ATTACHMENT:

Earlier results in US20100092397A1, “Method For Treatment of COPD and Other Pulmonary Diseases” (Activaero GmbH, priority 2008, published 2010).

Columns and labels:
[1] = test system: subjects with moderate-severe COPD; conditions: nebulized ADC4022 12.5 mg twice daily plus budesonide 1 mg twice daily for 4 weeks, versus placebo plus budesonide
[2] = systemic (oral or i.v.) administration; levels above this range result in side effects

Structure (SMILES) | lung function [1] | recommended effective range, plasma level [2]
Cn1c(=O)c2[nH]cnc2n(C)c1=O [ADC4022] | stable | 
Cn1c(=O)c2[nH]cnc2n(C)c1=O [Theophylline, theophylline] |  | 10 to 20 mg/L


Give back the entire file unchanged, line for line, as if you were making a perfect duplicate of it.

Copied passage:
Earlier results in US20100092397A1, “Method For Treatment of COPD and Other Pulmonary Diseases” (Activaero GmbH, priority 2008, published 2010).

Columns and labels:
[1] = test system: subjects with moderate-severe COPD; conditions: nebulized ADC4022 12.5 mg twice daily plus budesonide 1 mg twice daily for 4 weeks, versus placebo plus budesonide
[2] = systemic (oral or i.v.) administration; levels above this range result in side effects

Structure (SMILES) | lung function [1] | recommended effective range, plasma level [2]
Cn1c(=O)c2[nH]cnc2n(C)c1=O [ADC4022] | stable | 
Cn1c(=O)c2[nH]cnc2n(C)c1=O [Theophylline, theophylline] |  | 10 to 20 mg/L